Fairbanks, Alaska has been home to air quality concerns for years. Heat sources like wood boilers emit black carbon, a pollutant akin to soot. In Fairbanks’s harsh winters, black carbon is trapped close to the earth and creates health problems for residents. Black carbon has a more global effect as well, however, and climate scientists have recently begun to consider reducing black carbon emissions as a viable way to slow the pace of climate change. Fairbanks is uniquely situated to react to this call for action. Reducing black carbon emissions from wood burning in Fairbanks would not only contribute to the greater fight against climate change, but would alleviate significant local air quality and health concerns. This Comment summarizes the issue of black carbon in Fairbanks, and proposes several legal approaches to mitigate its negative environmental and health effects, including public nuisance claims, local regulations, and stricter compliance with federal environmental laws.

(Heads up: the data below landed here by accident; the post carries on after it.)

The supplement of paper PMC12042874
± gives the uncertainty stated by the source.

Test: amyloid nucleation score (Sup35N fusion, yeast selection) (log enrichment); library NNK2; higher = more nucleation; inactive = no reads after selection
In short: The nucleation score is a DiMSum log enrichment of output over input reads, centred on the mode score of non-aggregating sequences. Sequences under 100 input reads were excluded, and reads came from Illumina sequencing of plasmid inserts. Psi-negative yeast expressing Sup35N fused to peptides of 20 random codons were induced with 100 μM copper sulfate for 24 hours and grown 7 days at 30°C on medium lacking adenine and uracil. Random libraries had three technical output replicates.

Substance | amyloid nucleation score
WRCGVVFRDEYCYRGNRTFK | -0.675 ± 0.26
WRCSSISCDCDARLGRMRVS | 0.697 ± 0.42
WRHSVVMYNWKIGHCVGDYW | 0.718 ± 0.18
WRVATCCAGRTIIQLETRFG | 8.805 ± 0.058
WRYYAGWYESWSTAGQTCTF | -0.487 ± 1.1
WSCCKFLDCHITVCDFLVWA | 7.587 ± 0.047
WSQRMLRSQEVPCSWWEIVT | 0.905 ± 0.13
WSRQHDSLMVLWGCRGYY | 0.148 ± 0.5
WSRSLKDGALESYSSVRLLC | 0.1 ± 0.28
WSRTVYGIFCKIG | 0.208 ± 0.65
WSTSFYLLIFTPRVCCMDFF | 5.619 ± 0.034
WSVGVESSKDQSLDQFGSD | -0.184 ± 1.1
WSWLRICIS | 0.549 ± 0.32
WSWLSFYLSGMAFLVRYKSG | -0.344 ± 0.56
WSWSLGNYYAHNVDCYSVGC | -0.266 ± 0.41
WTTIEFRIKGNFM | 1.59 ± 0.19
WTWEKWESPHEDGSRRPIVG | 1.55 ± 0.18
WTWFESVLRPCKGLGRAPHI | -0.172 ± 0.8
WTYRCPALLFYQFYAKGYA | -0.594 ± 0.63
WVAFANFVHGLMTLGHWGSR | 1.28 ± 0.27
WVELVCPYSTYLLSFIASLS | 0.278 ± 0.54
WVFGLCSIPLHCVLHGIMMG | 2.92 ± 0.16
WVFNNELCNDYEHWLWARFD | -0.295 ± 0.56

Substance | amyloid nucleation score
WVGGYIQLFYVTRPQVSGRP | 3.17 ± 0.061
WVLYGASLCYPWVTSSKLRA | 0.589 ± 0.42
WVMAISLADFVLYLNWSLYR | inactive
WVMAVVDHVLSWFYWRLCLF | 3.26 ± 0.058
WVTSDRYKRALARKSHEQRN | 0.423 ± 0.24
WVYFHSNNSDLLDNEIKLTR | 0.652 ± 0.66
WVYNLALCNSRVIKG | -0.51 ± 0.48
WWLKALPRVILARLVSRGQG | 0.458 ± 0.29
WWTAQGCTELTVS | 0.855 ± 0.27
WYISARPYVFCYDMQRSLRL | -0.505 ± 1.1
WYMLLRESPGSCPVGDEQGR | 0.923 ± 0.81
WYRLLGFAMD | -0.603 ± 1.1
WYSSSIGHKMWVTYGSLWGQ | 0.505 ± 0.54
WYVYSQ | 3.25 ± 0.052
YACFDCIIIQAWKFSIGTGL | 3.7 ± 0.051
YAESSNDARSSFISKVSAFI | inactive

Kristine J. Beaudoin, Reducing Black Carbon from Wood Burning in Fairbanks, Alaska, 31 Alaska Law Review 87-103 (2014)
Available at: http://scholarship.law.duke.edu/alr/vol31/iss1/4